George Santayana once said that “those who cannot remember the past are condemned to repeat it”. With this in mind, jamieFPL embarks on a study of past double gameweeks, and unearths some remarkable trends that we should all take heed of for the rest of this season.
Navigating the double gameweeks has been an integral part of Premier League Fantasy Football success since the birth of the online game. Whilst we mostly see fixtures rescheduled due to domestic cup commitments, over the years we’ve been gifted DGWs due to freak weather conditions and even riots in London.
So despite The FA Cup’s best efforts to limit future DGWs by scrapping replays, it looks like they’re here to stay, in one capacity or another. Therefore, it’s a good idea to learn from the mistakes made in previous years or you could find yourself repeating them.
The statistics within this article are taken from DGW 34 & 37 from the 2015/16 season, and DGW 31 & 37 from the 2013/14 season. We’ve selected these two seasons as they had the highest amount of DGW fixtures from the last five years.
Don’t transfer out your in-form players on the basis of them only having a singular fixture.
We’ve all been there…Wildcard activated and the Bench Boost chip ready to be slammed down on the table for the impending double gameweek. Why have 11 DGW players when you can have 15? Why have Alexis Sanchez when you can have Glenn Whelan who has TWICE the amount of time to return the points?!
It sounds so obvious doesn’t it? But you just wait until you’re presented with that opportunity.
Whilst it does make sense to ‘load up’ on double gameweek players if you’ve saved your Wildcard and Bench Boost to play one after the other, we still highly recommend that you hold on to your in-form players or those who have a high ownership percentage.
In Double Gameweek 34 & 37 last season (2015/16) the highest scoring players were Sergio Aguero (26 points) and Lamine Kone (21 points) respectively, who both had just one fixture during the double gameweek.
Whilst we’re not suggesting Lamine Kone was either in-form or highly owned, we’re stressing that the highest scoring players won’t necessarily be those playing twice. In fact, from our data sample, 27.5% of the top 20 highest scoring players had just one match in DGW31/34 combined and 35% in both DGW37 fixtures.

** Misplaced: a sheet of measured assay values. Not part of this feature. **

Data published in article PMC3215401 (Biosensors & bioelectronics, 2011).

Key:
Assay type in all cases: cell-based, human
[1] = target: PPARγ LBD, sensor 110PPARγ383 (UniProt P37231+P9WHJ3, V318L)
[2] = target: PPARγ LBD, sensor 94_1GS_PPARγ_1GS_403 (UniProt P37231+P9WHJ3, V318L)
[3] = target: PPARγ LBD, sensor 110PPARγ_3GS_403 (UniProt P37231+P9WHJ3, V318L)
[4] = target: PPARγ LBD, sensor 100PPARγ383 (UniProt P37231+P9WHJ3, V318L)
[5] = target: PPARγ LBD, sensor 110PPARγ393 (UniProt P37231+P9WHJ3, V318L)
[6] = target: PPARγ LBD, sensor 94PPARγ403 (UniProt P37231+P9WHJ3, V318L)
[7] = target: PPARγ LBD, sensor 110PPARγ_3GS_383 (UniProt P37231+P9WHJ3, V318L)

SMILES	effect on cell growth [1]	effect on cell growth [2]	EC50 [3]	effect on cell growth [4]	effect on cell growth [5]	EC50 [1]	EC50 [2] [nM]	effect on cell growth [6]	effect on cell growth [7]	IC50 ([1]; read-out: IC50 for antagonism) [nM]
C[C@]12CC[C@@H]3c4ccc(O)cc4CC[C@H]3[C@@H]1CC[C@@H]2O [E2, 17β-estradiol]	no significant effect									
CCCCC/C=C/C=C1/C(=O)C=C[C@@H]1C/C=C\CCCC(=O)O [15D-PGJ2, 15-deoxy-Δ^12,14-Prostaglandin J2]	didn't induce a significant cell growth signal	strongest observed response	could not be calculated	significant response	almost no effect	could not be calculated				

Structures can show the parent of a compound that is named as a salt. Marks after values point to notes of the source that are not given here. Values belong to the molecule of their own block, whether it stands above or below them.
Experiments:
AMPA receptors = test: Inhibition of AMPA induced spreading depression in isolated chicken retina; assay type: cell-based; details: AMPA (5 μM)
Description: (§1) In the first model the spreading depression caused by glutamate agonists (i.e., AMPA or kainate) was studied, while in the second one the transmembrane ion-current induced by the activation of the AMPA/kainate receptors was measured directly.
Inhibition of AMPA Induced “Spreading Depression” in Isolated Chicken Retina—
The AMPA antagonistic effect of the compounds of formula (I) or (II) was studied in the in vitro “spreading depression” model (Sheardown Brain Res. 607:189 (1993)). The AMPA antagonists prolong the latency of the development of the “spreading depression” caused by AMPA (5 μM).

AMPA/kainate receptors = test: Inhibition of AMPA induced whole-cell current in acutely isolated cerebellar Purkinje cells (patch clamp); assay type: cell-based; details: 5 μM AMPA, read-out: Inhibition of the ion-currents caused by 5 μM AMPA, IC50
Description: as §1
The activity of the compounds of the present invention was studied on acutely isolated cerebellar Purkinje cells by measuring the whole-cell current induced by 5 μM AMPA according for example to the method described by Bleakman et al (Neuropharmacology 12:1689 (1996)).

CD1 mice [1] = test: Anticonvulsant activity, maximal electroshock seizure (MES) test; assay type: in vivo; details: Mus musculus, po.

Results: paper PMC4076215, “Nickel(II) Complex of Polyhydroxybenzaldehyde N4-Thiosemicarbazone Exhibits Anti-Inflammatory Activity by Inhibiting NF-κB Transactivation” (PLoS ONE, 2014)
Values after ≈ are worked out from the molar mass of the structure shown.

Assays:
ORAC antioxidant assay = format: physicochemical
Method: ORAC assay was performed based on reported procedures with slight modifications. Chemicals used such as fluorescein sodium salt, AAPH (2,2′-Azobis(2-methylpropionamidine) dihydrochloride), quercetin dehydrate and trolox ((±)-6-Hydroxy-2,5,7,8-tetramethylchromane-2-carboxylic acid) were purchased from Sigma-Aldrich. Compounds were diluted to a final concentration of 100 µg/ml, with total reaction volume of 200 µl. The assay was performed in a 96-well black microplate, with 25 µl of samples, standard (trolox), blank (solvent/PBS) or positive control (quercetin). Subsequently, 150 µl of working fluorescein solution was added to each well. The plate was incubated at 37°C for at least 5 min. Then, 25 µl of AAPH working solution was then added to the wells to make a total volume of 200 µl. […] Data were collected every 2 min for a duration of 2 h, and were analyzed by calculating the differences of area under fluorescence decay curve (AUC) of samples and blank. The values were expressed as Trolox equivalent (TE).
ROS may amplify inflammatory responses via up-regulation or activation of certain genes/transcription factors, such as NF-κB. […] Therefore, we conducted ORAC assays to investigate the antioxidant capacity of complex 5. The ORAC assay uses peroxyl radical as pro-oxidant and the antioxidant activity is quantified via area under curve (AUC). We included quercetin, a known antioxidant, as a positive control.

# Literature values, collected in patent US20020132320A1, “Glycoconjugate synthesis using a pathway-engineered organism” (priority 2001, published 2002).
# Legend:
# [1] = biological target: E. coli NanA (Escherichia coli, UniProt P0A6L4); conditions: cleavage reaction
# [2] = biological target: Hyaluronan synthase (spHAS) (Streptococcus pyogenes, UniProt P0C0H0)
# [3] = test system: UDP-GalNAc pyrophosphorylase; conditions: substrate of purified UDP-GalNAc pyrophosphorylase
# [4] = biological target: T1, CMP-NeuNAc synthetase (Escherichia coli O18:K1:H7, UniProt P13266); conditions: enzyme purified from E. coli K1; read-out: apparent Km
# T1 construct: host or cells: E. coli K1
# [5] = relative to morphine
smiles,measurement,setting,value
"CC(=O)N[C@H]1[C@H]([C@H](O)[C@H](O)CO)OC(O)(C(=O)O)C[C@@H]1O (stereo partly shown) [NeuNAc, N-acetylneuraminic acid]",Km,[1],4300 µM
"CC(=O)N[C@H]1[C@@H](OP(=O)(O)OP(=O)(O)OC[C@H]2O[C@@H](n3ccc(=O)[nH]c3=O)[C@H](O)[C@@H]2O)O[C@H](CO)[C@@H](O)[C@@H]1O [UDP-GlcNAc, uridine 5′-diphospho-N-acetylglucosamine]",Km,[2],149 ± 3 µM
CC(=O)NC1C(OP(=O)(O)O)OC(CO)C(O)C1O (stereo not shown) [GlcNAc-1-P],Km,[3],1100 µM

The correlation between DGW37’s highest scorers and league motives
Players with something left to play for in the league are more likely to return points than those who don’t.
Whilst you’d hope that thousands of pounds per week in wages falls into the category of ‘something left to play for’, there’s a clear correlation between the highest scoring DGW players and league motives.
75% of the top 20 highest scoring players from DGW37 in both 13/14 & 15/16 where either involved in the relegation battle or pushing for the title, top four or European football.
The relegation battle is usually a good source for points when it comes to the final double gameweek of the season. From our sample range, we’ve seen inspired performances from the likes of Sunderland (both years), Aston Villa & Norwich when faced with relegation.
Unbelievably, Sunderland players actually account for 25% when you combine the top 20 highest scoring players in DGW37 from both years.
Whilst the sample range is too small to pull a forecast of this year’s proceedings, it’s fair to say that you shouldn’t necessarily favour the big clubs and popular players in the final stages of the season.
Be wary of rotation in double gameweek 37
Year after year we watch managers load their teams with double gameweek players only to watch them play less than 100 minutes across both fixtures. A congested fixture list will lead to an increase in rotation, so it makes sense to approach the final DGWs with an understanding that nobody is safe.
Those of you who still have your Bench Boost chip intact might want to consider playing it in DGW34 as opposed to DGW37 in order to increase your chances of accurately selecting players who will play on both occasions. If you are saving it until the penultimate gameweek, it may be wise to again look towards teams who have ‘something to play for’, as their managers will be less prone to rotation if the fixture needs to be won.
ADDITIONAL NOTES: At the time of writing this article the Double Gameweeks had not been confirmed. Now that we know DGW34 doesn’t present much potential for points, I’ve decided to cross out the above sentence that recommends using Bench Boost in GW34 as apposed to GW37.
However, the point still applies and managers should be very caution of rotation when planning their transfers. The wonderful Peter Blake – who also featured in the first edition of FFMag – recently shared this table on Premier League player usage statistics. The table visualises what we can expect from the final weeks of the season and as Peter said on his tweet: “’tis the season for rotation, learn to accept it.”
If you’re looking for looking for more advice on the impending fantasy football double gameweeks, then I strongly recommend that you take a second to download the FREE Fantasy Football E-Magazine and have a read. It contains several in-depth FPL articles that focus on the strategy & tactics behind Fantasy Premier League success, and has more articles like this that focus on double gameweeks and chip usage. It also contains a mini-league with prizes for the highest scoring managers in DGW34 & 37.